The Turn of the Screw by Henry James is a gothic frame story published in the late 1800s. The story takes place a few days after Christmas Eve in an old house, with a group of guests telling stories. One visitor, Douglas, reads from the manuscript of a young governess who worked at the Bly mansion. The manuscript depicts the governess with a wild, psychotic imagination, responsible for bringing evil to an otherwise innocent house.
The governess is a young girl who, at the age of twenty, is given her first such job by the master of the Bly House. He hires the governess to care for his orphaned niece and nephew, Flora and Miles, after their previous governess, Miss Jessel, mysteriously died. Upon first review, the governess sees Flora and Miles as two beautiful and innocent children, and enjoys her stay at the house. She describes Flora as having "angelic beauty"ÃÂ and describes Miles as having a "fragrance of purity."ÃÂ
However, her opinions begin to change following her suspicion and imagination of what may have happened to Miss Jessel, as well as Peter Quint, the master's former valet and supposed lover of Jessel's. She begins visualizing Jessel and Quint in various places. It starts with the vision of what appears to be Quint staring at her from a tower. Mrs. Grose, the housekeeper of the estate, confirms the governess's suspicion of the figure, saying it sounded like Quint, and hints that he and Miles were quite close. A short time later, the governess spots a figure across the lake where she and Flora were standing. Again, Mrs. Grose confirms her suspicion of the figure, saying it appeared to be Miss Jessel. However, both characters were already deceased, and were merely figments of the governess's imagination. She spots the two figures on several occasions, usually around the children. Nevertheless, she is the only one to ever see them. She begins to speculate that Flora and Miles are endangered by the ghosts of Quint and Jessel.
The first to be affected by the governess's psychotic imagination is Flora. The governess could not accept the fact that she was a perfectly innocent little girl, and inadvertently insisted on finding her flaws. One morning, while listening to Miles play the piano, the governess and Mrs. Grose lose sight of Flora. Immediately, the governess exclaims that she is with Miss Jessel. The two find her next to the lake. When they reach her, Flora smiles and hugs Mrs. Grose. The governess asks Flora where Miss Jessel is and then sees her directly across the lake. She points to her, but neither Flora nor Mrs. Grose sees her. Mrs. Grose says, "She isn't there, little lady, and nobody's there"ÃÂand you never see nothing, my sweet! How can poor Miss Jessel"ÃÂwhen poor Miss Jessel's dead and buried?"ÃÂ Flora burst into tears at once, crying, "Take me away, take me away"ÃÂoh, take me away from her!"ÃÂ The next morning, Mrs. Grose tells the governess that Flora has a high fever and is constantly fearful of her. The governess orders Mrs. Grose to take Flora away to London. She states that she has given up all hope for Flora, and will focus her attention to winning Miles over to her side. As of now, the governess's bringing of evil to the house is becoming very obvious. For no apparent reason, her mind has wandered so far as to experience hallucinations of the dead and to shun an "angelic and beautiful"ÃÂ eight-year-old girl. Beyond that, she now seems to have some sort of evil intentions involving Miles.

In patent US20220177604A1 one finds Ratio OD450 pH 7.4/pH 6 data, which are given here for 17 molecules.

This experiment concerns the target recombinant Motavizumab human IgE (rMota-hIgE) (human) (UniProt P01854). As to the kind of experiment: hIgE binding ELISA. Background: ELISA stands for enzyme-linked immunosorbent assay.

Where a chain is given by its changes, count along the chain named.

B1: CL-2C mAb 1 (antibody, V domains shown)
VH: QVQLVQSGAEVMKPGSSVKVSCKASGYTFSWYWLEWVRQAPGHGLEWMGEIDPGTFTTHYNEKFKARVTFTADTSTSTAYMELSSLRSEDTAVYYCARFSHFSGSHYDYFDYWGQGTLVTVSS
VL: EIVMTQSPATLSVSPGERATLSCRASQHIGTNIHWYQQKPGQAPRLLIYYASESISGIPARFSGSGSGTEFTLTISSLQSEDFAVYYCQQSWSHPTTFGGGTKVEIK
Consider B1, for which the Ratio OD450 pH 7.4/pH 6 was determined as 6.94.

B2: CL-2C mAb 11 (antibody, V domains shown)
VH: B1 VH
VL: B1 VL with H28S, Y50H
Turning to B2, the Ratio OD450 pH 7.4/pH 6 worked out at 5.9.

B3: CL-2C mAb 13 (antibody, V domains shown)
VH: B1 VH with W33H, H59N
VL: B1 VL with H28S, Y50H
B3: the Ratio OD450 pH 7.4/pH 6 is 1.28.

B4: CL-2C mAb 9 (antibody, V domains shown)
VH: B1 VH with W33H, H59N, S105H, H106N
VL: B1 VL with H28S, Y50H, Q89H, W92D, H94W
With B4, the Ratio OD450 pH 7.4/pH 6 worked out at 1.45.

Miles is the last to be affected by the governess's psychotic imagination. Early in the story, the governess had received a letter from Miles' headmaster at school saying he had been expelled. Nevertheless, the governess could see no feasible reason for his expulsion. As the children become fond of the governess, Miles expresses that he does not wish to go back to school. However, as the governess keeps tighter surveillance on Miles, he becomes very uncomfortable. He states that he wishes to go back to school. Fearing that she will lose Miles, the governess decides to write to the master, the children's uncle, asking his opinion. After writing the letter, Flora is sent away with Mrs. Grose to London. During the disorder, Miles takes the letter. The governess notices it missing, and confronts Miles about it. He tries to elude her, but she catches him. In that same moment, she sees Peter Quint glaring through the window. The governess shrieks at Quint. Miles asks if she is shrieking at Miss Jessel, and she denies. He then asks, "It's he? Peter Quint"ÃÂyou devil! Where?"ÃÂ Miles is more or less blatantly pointing out that the governess is responsible for all evil brought to the house"ÃÂthere is nothing more evil than the devil. In a culmination of her hallucinations, the governess declares that she has Miles now and Quint has lost him forever. Miles cries out, and as the governess looks down, she realizes that his heart has stopped. She smothered him to death in her own madness.
The governess in Douglas's story is solely responsible for all evil encountered at the Bly House. The figures of Miss Jessel and Peter Quint that she saw were merely illusions. She corrupted the minds of two perfectly innocent young children, which ultimately led to their demise. She single-handedly killed Miles and tore apart a family, all because she had some eerie suspicions and a vivid imagination.